Twenty four and a half pounds of turkey is a lot—especially when your dinner party suddenly shrinks from nine guests to four. Our turkey hunt down the holiday aisle at the supermarket bagged a 31 cent per pound bird and today I realized he will feed us for quite a few meals to come.
We always boil the carcass down to pick off the bones—and this morning when I arrived home after feeding the neighbor-on-vacation’s cats, I found my long legged lover in the kitchen pouring broth into plastic containers to freeze for soup starter. He was raised on a farm which means he can pretty much do anything.
The bigger bits left over from the original carving had already been sealed into vacuum pack bags and stowed in the freezer. He picked the remainder of the boiled bones clean and put that into the Vitamix, producing something that looks like gravy. Broth topped off each container, and we’ll remember this holiday for the next three years at least.
In a normal year we would have eaten half, sent the other half home with the guests, then done the soup-starter thing. But—this has not been a normal year and between contagion concerns and a not yet house-broken puppy, this year’s opportunity to celebrate bountiful blessings of the harvest focused down to very, very immediate family—as in my husband and my parents. None of whom will fill a plate more than once.
Last week, we loaded up the back of the big red truck with 144 donated turkeys and headed out with the church group to distribute. (Side note: a bunch of lovely folks did a whole lot of donating, packing and planning – we just got to participate.) Often bored in church as a child, the good Lord has seen fit to reverse that curse in my late adulthood with a foray into a church startup in a distressed neighborhood. Distressed, as in you would not feel safe walking down the street in daylight, much less after dark. Several blocks of apartments in various stages of entropy bump up against the respectable neighborhood the church building we rent faces. Church plot and parking lot buffer between chaos and comfort zones.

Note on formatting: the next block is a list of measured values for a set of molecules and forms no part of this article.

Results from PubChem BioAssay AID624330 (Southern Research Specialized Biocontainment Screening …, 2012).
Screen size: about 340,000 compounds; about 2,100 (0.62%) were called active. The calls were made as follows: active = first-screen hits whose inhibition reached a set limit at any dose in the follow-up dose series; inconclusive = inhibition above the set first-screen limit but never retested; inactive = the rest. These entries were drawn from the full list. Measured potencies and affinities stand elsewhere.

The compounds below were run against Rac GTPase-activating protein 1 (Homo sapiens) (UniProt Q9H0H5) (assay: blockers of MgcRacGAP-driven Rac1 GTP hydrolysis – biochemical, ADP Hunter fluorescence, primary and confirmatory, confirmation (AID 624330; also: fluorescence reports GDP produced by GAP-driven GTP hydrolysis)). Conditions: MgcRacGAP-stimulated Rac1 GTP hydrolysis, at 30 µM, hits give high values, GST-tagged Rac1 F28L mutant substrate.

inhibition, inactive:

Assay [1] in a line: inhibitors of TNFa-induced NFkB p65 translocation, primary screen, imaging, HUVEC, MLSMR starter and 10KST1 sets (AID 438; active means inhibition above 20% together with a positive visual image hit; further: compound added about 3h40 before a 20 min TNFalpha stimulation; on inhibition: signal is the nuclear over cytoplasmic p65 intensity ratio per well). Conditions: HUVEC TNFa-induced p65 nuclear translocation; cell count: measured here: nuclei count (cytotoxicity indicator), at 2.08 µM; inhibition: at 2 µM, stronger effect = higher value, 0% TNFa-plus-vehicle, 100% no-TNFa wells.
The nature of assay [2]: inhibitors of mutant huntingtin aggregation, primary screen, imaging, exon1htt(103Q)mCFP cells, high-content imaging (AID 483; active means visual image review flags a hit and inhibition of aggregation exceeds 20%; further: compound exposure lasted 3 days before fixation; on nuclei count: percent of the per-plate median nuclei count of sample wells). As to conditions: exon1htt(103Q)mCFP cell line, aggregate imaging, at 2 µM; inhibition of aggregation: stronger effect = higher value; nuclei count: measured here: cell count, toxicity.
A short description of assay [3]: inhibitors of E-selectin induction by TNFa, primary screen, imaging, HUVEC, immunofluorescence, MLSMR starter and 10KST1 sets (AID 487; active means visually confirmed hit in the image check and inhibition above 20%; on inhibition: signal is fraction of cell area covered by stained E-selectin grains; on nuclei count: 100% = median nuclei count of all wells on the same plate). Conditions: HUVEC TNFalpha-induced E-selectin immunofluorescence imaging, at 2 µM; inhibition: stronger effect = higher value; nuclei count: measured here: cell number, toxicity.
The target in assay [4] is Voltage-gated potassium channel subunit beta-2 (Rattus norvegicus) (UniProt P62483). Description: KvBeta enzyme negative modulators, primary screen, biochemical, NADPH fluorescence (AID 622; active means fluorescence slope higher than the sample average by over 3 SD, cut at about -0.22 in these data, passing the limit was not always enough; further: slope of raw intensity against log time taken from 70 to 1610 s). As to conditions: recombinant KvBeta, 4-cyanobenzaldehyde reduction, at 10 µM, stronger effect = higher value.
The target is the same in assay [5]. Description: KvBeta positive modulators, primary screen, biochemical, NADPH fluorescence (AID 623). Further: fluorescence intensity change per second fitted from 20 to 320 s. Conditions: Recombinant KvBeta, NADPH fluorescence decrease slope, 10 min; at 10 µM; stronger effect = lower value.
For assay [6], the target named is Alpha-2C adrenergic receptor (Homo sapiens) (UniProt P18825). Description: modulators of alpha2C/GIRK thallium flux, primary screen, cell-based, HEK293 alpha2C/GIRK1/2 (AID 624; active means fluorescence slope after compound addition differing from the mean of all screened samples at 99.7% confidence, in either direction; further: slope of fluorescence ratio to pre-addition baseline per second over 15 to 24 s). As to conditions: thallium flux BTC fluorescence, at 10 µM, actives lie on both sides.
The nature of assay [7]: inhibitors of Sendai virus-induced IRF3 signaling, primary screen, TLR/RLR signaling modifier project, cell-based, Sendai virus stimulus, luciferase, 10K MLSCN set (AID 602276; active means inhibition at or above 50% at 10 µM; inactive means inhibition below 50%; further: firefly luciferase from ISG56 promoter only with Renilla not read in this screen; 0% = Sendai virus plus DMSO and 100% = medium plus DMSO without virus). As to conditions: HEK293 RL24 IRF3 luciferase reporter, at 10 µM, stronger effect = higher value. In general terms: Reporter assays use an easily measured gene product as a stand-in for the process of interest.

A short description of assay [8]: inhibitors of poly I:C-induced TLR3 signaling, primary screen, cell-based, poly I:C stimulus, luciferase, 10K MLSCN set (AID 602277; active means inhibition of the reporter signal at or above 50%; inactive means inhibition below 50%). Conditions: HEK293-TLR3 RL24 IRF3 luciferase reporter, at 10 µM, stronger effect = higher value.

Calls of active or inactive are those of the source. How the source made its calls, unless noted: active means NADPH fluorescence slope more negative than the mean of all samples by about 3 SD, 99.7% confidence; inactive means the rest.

The arrival of several vehicles loaded with sacks of Thanksgiving dinner groceries each to be married up with a turkey and distributed boiled up buzz that spiked into swarm. Tears were shed and prayers prayed as sack after sack and turkey after turkey disappeared away into dwelling places.
“I was praying this morning about what were we going to do for Thanksgiving …”
“I’m a former marine. You all are doing something really good here …”
“You are really brave to come out here and do this …”
“I don’t do hard drugs, I just drink beer …”
“I don’t like pumpkin, can I have that lemon pie …?”
“Make sure Miss B gets some …”
“You can pray for my cousin’s girlfriend—she’s in rehab and trying to get her kids back …”
“Honey, did you get some for us …?”
“This is so unexpected, thank you so much …”
At my house that cute little butter turkey designed to make the grandkids giggle went back into the refrigerator untouched. Ta-ta turkey. We’ve given away leftovers, secured our soup future and celebrated with great gratitude.
I wonder what kind of leftovers are still around down on “A” street?
Next: When Friends Fly Away
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